Despite a vacancy rate of more than 30% among commercial buildings in the Long Beach area, Los Angeles County officials are pinning great hopes on the success of a business park under construction there, the first private office venture ever developed on county land.
William J. Lewis, the county's lease administrator, said his office "is extremely bullish on the Signal Hill-Long Beach project" despite high vacancy rates plaguing two other developments next to freeways in Long Beach and the high commercial vacancy rate citywide.
He said Goldrich Kest & Associates and Sheldon Appel Co., developers of the site where Long Beach General Hospital once stood, have already leased the first phase--445,000 square feet--to the West Coast headquarters of Eastman Corp., a furniture and office supply company.
And, spurred by what they say is a strong local market, the county and developers have moved up the construction schedule on the remaining two phases and have increased the size of the complex by about a third. The remaining phases include two 8- to 10-story office towers and a 240,000-square-foot center for high-tech, no-smog industry.
$2 Billion in Income
By the early 1990s the complex at Redondo Avenue and Willow Street will offer 985,000 square feet of warehouse, office and retail space on county land--all of it generating land rentals for county coffers estimated at more than $2 billion over the 66-year life of the lease.
If the 26-acre, $80-million pilot project on the Long Beach-Signal Hill border succeeds, the Board of Supervisors can be expected to launch dozens of similar partnerships with commercial developers. Lewis said such projects potentially are worth billions of dollars in long-term land-rental fees for the financially pressed county.
"It represents a real answer to county budget shortfalls," Lewis said. "We can make a great deal of money and still have an asset at the end of the lease. That's the raison d'etre of this whole program."
Because of limits under state law, the county has always sold its commercially viable vacant land, allowing private developers to construct projects and reap the long-term profits. But in 1983, Los Angeles County officials were instrumental in changing a state law that allowed only culturally oriented developments on county land.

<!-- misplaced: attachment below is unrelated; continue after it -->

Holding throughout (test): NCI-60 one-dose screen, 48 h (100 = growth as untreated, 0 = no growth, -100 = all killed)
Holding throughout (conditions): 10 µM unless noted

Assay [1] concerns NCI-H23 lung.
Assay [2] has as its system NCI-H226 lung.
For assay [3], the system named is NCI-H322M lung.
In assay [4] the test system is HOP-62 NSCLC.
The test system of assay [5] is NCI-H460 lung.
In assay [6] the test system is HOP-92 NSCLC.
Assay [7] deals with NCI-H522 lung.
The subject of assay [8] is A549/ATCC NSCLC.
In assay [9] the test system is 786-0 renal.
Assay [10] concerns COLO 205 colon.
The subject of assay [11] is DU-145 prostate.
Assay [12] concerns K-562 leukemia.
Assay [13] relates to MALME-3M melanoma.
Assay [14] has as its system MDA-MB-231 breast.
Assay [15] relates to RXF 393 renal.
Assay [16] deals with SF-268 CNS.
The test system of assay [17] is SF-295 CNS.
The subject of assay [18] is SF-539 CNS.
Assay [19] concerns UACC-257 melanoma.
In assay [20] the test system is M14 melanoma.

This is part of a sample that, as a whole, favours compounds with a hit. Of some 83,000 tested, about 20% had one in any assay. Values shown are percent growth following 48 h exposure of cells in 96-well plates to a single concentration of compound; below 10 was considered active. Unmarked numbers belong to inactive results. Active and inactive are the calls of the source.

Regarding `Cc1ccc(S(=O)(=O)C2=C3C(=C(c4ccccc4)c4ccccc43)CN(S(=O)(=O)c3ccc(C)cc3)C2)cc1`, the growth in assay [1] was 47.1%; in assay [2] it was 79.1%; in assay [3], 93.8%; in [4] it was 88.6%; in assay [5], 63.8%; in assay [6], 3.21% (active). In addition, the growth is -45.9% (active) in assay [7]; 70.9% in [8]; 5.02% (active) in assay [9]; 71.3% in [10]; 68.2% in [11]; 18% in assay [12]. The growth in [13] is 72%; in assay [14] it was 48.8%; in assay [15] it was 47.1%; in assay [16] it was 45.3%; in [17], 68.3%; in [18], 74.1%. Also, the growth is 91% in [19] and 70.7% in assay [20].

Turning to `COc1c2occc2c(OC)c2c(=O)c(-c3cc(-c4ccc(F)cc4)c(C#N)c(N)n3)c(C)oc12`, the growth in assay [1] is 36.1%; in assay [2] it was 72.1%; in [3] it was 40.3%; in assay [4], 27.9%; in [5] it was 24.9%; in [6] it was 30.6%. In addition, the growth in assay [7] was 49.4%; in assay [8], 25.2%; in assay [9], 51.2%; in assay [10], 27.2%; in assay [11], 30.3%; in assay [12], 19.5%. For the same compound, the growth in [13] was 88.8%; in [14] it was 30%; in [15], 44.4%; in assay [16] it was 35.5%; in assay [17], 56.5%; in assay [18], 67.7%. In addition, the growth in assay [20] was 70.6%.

Now, Lewis said, counties are also permitted to build commercial projects.
But not everyone is happy about the pilot project. The Board of Supervisors approved the Long Beach-Signal Hill proposal in 1984 despite a storm of local protests. Among other things, opponents claimed that the county would not generate anything approaching the $1.5 billion it projected early on, which was based on an inflation rate of 6% per year over the 66-year lease.
County 'Is Kidding Itself'
Max Ruchames, a spokesman for the Long Beach Health Advisory Council, which unsuccessfully fought the destruction of the old hospital, said last week that the county "is kidding itself if it thinks it can project inflation or what is going to happen to technology and the economy 20, 30, 60 years down the road."
Ruchames said he consulted with several Los Angeles developers, who told him the 66-year projection by the county was unrealistic. He criticized the county's arrangement as "a giveaway where the developers are going to make out like bandits since they didn't have to pay up front for the land."
Although Lewis conceded last week that the 6% inflation rate used by the county "is frankly too high," he said the county fully expects to bring in more than $2 billion, especially now that the project's size has been increased.
"Even if we don't see sustained high inflation, we can expect real economic growth in that area," Lewis said.
"Long Beach and Signal Hill are coming to the fore; it's a hell of a location, a good place to locate," he said. "We're very bullish about it, and we've got good developers who understand that if they make money, we make money."
Towers by End of 1987
By the end of 1987, Lewis said, the first of two office towers will be completed. The third phase will be constructed as early as 1990 if the market holds up.
Experts in the commercial leasing market agree that Long Beach is facing a generally positive future, but noted that major new projects in the area experienced a very mixed year in 1986.
Geoff Ely of the Building Owners and Managers Assn. said his office has just completed its 1986 building survey and found that office vacancy rates in Long Beach, which skyrocketed last year to 40% when several major projects were completed at the same time, decreased to near 30% this year.
But according to the study, Long Beach still has one of the highest vacancy rates in the county--one-third higher than Los Angeles' highly developed Westside and equal to vacancy rates in the Pasadena-Glendale area, where numerous major projects have been completed.